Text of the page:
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Legal Tip 35: Dying without a will

Discussion in 'Legal Issues' started by Terry_w, 23rd Jul, 2015.

  1. Terry_w

    Terry_w Solicitor, Finance Broker, CTA Business Member

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    Dying without a will


    If a person dies without a will this is known as 'intestacy' and the laws of intestacy will apply. If a person has a will that has been revoked or is invalid for whatever reason and dies then the laws of intestacy will also apply in this case as well.


    Intestacy laws are state based and will vary slightly from state to state.


    In NSW the laws can be found under the Succession Act 2006 in sections 101-140.

    See http://www.austlii.edu.au/au/legis/nsw/consol_act/sa2006138/


    Generally in NSW a surviving spouse takes the assets of the deceased. However if there are children from another relationship the assets would be shared. If there are multiple spouses the spouses may have to share. If there are no spouses and no children then the parents may take the whole estate in equal shares if both parents alive. If no parents, no children and no spouse then the brothers and sisters take the whole estate. etc.



    If there is no will then there will be no executor appointed. This means that someone will be able to apply to Administer your estate. This could be one or more family members, and disputes about who will take this role can occur. The person appointed will be called the Administrator not the Executor.
     
  2. devank

    devank Look, lets just get on with this, ok? Premium Member

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    So the order is
    - partner/partner+kids from another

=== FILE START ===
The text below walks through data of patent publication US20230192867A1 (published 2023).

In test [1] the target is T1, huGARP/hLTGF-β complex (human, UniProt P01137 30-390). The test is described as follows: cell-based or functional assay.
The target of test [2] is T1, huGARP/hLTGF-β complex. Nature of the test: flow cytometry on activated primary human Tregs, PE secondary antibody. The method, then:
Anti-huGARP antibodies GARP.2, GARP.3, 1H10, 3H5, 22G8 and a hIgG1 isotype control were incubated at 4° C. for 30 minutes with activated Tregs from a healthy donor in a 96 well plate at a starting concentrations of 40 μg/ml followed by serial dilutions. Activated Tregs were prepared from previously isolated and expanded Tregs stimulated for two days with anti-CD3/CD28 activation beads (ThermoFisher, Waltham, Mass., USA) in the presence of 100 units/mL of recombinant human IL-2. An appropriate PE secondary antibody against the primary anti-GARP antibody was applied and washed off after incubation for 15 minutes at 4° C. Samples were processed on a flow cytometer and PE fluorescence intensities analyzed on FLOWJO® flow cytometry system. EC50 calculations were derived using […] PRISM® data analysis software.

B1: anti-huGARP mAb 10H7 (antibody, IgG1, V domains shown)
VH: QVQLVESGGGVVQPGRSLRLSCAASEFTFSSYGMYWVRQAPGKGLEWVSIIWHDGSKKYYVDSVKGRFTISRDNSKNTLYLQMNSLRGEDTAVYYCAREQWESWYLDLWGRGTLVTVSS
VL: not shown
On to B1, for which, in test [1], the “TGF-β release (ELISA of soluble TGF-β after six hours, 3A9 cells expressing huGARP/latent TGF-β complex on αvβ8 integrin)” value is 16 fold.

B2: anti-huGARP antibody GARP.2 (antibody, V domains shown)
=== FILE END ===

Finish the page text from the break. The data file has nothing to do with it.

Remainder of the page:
- parents
    - siblings

    Why do I need a will if I'm happy with the above order?
     
  3. EN710

    EN710 Well-Known Member

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    What can cause a will to be invalid?
     
  4. Paul@PFI

    Paul@PFI Tax Accounting + SMSF Business Member

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    I would also be concerned that the Public Trustee could be appointed by a well intentioned beneficiary where there is no will.

    A will must be used to ensure that beneficiaries don't "share" equally in case of intestacy. eg a child with special needs, a child who has already received financial support perhaps etc. Or just the black sheep who gets nothing or to benefit a child who has been a carer and provider etc
     
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  5. larrylarry

    larrylarry Well-Known Member

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    will executed under duress, coercion, the testator lacked testamentary capacity, not properly executed...
     
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  6. Terry_w

    Terry_w Solicitor, Finance Broker, CTA Business Member

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    Many reasons why you would still want a will.